Freedom from OPEC
Over the past nine months I have been writing extensively about how the United States is on the verge of a major positive development. Late last year, Goldman Sachs jumped on board with a special report to investors. In the past few months, institutional finance magazines began reporting this major development. In June, I noticed a handful of television journalists start to talk about it. Newspapers are beginning to write about it as well.
What is it?
"It" is the United States becoming energy self-sufficient. This means that the United States is very close to not needing energy, particularly oil, from nations we do not consider particularly friendly. We will still need oil from Canada and some other allies until we more fully commit to alternative energies, however, we won't need much from anywhere else, as has been the case for almost 50 years now. Already, of the oil we use, less than 10% is now from OPEC.
This is different than energy independent, which would mean we were completely supplying ourselves, but very good nonetheless.
The effects of this development in energy will create a number of positive impacts for America. The most obvious is that our domestic energy costs should be lower. Not only is that good for households, but it is extremely good for business. Already, because energy costs in other nations can be 300% or 400% higher than in the United States, companies have almost stopped sending jobs overseas and some are bringing jobs back as wage inflation in other nations further erodes their competitive advantages.
Combine low energy costs with a highly skilled workforce and rising labor costs overseas, and it is easy to be optimistic about America's future in high-end manufacturing. So long as we set aside enough to fund training and education programs as we make difficult budget decisions, American production will continue to improve going forward.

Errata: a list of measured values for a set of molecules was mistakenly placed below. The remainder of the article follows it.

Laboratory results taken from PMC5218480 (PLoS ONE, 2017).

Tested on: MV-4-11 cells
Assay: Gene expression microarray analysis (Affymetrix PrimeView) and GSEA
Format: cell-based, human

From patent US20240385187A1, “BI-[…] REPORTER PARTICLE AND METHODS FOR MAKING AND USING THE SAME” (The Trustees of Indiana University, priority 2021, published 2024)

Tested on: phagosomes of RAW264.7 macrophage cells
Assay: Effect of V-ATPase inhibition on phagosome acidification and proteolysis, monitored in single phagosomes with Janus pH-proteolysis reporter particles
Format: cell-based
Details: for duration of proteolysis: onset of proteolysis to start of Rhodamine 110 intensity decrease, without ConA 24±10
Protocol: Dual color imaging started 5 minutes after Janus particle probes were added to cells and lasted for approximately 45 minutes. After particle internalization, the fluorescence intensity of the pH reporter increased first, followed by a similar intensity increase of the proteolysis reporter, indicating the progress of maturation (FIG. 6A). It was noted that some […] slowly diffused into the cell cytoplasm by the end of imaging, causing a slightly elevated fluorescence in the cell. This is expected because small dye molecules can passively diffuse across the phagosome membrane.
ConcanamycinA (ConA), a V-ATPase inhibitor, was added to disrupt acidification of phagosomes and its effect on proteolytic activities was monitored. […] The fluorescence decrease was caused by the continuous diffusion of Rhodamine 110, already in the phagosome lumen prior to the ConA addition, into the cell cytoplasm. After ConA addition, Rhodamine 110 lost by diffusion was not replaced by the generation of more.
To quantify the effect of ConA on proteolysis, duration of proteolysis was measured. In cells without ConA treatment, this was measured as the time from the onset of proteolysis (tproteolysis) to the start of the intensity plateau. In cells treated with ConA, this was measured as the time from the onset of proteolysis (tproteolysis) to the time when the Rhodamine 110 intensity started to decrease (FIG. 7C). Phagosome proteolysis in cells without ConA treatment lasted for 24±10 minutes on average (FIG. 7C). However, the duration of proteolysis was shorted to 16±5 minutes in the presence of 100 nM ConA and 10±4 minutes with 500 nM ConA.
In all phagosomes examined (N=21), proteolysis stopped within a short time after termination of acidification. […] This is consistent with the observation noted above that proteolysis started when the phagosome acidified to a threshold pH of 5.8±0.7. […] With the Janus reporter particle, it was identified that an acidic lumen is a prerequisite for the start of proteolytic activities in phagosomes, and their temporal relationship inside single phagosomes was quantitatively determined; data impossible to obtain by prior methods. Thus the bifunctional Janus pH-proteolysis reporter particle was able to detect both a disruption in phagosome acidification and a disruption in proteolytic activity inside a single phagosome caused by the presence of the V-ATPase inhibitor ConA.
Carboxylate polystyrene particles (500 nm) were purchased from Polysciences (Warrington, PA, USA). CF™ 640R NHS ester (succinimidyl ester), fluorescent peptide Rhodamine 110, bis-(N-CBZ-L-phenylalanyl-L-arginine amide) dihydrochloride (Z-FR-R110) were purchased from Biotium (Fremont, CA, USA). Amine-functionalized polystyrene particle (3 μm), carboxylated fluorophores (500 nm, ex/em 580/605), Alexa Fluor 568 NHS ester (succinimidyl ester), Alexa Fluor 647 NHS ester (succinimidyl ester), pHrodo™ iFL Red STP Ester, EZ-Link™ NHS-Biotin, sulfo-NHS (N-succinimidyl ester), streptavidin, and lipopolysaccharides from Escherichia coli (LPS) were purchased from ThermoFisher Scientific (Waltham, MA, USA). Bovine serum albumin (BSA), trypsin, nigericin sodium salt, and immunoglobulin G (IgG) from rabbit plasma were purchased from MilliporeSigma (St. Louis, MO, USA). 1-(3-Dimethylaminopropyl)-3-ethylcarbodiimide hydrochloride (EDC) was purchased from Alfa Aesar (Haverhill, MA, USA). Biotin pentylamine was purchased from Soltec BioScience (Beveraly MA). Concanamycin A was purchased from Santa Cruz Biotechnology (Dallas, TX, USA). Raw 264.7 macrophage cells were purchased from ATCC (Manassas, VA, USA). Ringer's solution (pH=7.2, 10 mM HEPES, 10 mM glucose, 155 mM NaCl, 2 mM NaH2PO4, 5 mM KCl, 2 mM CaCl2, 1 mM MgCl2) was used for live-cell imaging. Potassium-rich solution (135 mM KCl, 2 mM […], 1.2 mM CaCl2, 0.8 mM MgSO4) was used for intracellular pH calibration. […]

In addition to aiding manufacturing at the high-end, U.S. input costs for agricultural production will remain flattish (flattish is a special economic term which means what it sounds like). This is important as the United States is the bread basket to the world. Not only does the relatively low cost of energy in America benefit our profitability, but it helps maintain peace around the world. There is nothing more likely to cause war, as the Pentagon recently pointed out, than starving populations. With our ability to feed far more people than we have here, we help prevent war.
Finally, our military commitments to the middle east should continue to decrease as they have in the past few years. We simply are no longer as compelled to protect foriegn oil fields. In fact, with China winnning many of the oil contracts in Iraq, they are now largely on the hook to maintain the balance of power in the region so that Iran and Saudi Arabia do not meet in a conflict. Reducing military expenditures is vital to gradually balancing the United States budget.
This has all begun to happen primarily due to a newer technology called hydraulic fracturing, that allows domestic energy companies to recover oil and natural gas from American deposits. On MarketWatch, I coined the phrase "energy technolution" to describe this and other transformational technologies hitting the energy industries.
While the process was imperfect initially, it has not only become very efficient, but very safe. Companies in fact, are being very careful to not allow pollution to become a problem for fear of killing their new golden goose.